Phoutone was a teenager and began wanting to hang out with his friends and party a lot. Gail relied on the older siblings to take care of the younger siblings while she was away at work.
“That put a lot of pressure on him,” Vienne said. “He’s a young boy himself having adult responsibilities. “As for Phoutone, he became out of control for Gail, so she sent him to go live with relatives in Texas to correct his behavior for a while. Phoutone came back to Minnesota when he was a young adult. “I see my brother as completely different,” Vienne said. “He was a teenager when he left and then he was a man. When Phoutone came back home, he was a young adult, but I always felt different in his presence, it was more calming and loving.”
Phoutone followed the fashion trends of the alternative look in the 1980s: acid wash jeans, crop tops that’d show off the abs or a band T-shirt, and the staple that pulled it all together, the Ray-Bans sunglasses. He loved to listen to soft rock music – Def Leppard, Pink Floyd, and Blondie. “We would be rocking out, I remember “Heart of Glass” playing on the record player. He and his friends would start dancing and being goofy,” Vienne said. “And I’m like, ‘Oh, let me dance too!’ I’m a little kid, so I would jump and try to imitate what he’s doing.”. He also was into riding motorcycles and driving muscle cars.
Phoutone met his future spouse, the two began a serious relationship and had two children together. They ended up moving to Escondido, California, after her family moved out there. Phoutone’s family was worried about the move since it’s so far from Minnesota. However, Phoutone reassured them by sending letters and pictures, and, as he got older, he would fly back home to visit. He would constantly ask to take Vienne, Sim, and Sounthone back to Escondido with him to stay for the summer.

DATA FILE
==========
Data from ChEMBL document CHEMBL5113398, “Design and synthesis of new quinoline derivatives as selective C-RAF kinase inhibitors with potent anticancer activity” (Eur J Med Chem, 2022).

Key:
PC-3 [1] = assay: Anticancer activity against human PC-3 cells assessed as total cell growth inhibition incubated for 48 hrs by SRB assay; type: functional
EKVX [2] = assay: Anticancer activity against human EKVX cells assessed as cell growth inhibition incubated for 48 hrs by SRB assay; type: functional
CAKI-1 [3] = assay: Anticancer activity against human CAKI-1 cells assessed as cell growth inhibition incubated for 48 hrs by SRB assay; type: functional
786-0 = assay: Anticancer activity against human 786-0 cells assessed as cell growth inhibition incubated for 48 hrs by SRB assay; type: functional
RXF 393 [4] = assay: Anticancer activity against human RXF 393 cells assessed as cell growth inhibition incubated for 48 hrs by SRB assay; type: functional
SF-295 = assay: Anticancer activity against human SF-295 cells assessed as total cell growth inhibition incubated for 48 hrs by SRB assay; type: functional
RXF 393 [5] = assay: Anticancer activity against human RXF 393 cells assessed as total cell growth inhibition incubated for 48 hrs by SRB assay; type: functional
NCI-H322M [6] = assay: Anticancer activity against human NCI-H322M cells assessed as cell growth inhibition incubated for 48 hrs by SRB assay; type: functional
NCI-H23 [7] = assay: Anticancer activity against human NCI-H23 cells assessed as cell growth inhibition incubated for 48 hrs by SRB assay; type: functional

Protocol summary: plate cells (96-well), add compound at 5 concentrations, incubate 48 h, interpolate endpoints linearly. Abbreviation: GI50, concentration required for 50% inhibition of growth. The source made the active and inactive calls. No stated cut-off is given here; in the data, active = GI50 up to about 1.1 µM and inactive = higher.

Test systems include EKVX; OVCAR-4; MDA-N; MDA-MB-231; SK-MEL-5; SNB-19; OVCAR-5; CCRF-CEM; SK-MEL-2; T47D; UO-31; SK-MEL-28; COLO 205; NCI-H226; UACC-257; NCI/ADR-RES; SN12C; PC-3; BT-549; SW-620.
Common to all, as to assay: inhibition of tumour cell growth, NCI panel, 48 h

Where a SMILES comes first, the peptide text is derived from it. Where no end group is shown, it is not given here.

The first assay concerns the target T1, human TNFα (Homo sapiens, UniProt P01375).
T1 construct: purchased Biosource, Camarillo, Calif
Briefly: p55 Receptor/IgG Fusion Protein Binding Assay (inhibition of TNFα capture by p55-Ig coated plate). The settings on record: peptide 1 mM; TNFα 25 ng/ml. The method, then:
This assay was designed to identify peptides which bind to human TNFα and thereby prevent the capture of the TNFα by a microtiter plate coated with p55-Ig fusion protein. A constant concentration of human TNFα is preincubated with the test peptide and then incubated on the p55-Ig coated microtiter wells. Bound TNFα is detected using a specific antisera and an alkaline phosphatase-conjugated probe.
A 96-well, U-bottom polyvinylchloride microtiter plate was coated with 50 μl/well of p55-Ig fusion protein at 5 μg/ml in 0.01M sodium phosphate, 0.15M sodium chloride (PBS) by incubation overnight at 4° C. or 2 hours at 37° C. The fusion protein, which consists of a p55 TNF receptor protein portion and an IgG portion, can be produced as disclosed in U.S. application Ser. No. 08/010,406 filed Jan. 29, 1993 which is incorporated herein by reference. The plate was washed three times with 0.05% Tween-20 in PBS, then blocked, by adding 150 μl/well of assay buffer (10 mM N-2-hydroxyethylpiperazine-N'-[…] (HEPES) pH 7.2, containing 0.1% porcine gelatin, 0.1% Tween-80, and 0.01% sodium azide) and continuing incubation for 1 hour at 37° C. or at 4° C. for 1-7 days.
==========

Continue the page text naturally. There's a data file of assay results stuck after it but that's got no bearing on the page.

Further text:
On Halloween of 1995, Phoutone came home from work and took his son and a neighborhood friend out trick-or-treating. They went out early and returned early since he was tired. Phoutone then laid on the couch to rest and watch some TV. Tawn’s son, heard a knock at the door, thinking it was a trick-or-treater. He raced to the front door before Phoutone could get up. Standing on the front porch was a man wearing a white bandana covering his face, the only thing visible was his eyes, and he said, “trick-or-treat. “Eddie went to grab the candy bowl which was next to the door and as he turned back the man at the door stuck a gun out at Eddie and demanded he go into his room.